“Prophets are a strange breed of men. They are God’s emergency men for crisis hours. And the price of being a prophet is that a man has to live alone. All God’s great men have been very, very lonely men.”
When I read words like this from Leonard Ravenhill, I’m challenged. When I look at the state of prophetic ministry today, I’m grieved.
Ravenhill was known for his no-comprising, hard-hitting, sin-blasting messages. He carried the spirit of a prophet. He carried a spirit like John the Baptist that laid the ax to the root-but he didn’t do it with a critical, condemning heart. He did it with pure and undefiled love forged in the fire of God.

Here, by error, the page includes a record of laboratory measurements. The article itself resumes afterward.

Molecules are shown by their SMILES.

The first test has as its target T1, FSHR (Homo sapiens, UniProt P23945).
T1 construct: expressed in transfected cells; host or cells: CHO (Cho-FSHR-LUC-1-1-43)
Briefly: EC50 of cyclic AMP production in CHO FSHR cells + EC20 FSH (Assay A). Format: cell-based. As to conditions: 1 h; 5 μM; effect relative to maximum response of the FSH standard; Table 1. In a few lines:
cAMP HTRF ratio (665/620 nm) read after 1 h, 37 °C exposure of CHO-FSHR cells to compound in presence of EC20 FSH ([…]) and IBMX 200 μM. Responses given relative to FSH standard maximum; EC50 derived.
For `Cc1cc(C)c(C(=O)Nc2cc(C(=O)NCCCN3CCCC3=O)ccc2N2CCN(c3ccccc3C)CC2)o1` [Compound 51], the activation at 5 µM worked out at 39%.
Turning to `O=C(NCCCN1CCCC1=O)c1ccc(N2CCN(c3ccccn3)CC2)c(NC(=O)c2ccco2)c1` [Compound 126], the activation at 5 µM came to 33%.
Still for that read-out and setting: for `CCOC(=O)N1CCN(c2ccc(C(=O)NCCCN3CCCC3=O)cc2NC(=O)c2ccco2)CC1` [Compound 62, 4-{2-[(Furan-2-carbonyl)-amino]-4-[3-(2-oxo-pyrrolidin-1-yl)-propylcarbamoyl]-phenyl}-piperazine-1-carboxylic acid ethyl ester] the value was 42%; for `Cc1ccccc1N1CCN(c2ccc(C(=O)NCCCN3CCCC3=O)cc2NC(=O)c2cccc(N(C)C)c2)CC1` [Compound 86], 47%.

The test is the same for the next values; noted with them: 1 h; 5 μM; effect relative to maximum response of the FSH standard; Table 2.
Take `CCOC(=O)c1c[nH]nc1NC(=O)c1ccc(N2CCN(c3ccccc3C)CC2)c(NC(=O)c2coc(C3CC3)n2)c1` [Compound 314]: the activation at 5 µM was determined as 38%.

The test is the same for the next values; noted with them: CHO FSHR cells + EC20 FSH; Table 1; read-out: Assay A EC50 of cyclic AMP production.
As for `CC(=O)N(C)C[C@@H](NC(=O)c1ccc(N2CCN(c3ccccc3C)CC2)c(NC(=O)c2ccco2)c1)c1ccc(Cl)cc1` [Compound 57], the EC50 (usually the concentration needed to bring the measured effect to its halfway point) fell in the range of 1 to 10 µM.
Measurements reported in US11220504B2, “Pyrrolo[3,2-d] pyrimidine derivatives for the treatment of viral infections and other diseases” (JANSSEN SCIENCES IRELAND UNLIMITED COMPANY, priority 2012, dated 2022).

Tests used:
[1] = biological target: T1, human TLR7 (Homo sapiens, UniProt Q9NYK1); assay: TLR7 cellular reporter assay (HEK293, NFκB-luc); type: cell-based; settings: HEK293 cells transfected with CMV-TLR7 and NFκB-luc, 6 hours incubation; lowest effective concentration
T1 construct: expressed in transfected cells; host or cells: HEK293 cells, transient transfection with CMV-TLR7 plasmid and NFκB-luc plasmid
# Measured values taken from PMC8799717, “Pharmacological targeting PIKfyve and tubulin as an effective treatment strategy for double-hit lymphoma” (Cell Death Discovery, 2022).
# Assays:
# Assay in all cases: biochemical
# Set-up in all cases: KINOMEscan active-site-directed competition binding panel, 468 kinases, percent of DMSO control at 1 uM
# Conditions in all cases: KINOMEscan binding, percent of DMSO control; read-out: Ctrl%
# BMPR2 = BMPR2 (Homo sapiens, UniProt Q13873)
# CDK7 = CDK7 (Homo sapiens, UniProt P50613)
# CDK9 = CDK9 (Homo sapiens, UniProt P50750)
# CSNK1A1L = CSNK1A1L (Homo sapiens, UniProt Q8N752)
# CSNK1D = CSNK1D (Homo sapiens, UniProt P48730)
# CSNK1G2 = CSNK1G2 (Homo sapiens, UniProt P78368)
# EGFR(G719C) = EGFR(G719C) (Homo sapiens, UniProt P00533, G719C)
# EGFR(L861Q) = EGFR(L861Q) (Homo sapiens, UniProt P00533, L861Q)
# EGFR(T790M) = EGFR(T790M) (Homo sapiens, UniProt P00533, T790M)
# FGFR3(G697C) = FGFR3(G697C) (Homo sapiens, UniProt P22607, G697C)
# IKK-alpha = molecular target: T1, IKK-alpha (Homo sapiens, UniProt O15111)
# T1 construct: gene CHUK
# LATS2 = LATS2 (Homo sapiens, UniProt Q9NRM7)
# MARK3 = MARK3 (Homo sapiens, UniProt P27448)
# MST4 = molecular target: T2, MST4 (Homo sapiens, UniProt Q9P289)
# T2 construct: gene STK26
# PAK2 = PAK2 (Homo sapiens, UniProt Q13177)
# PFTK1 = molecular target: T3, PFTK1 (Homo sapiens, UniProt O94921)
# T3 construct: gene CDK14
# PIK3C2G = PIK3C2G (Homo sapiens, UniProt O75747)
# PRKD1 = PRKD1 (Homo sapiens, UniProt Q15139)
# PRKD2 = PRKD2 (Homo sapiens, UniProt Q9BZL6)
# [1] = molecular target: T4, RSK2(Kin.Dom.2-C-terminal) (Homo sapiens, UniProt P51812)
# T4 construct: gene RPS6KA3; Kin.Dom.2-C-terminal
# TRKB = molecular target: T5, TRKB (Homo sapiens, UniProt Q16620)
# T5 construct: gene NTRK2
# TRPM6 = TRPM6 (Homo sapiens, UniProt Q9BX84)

“The great need in America tonight, I’m convinced of this-as good as Bible schools are with their assembly lines and producing their preachers-the greatest need in America tonight is prophets,” Ravenhill once said. “Ah, the prophets were men who walked with God, they felt like God, they saw like God, they wept like God, they yearned like God. They had no satisfaction in seeing the beauty of the temple, the ritual, the formality.”
Sourced through Scoop.it from: [www.charismanews.com](www.charismanews.com)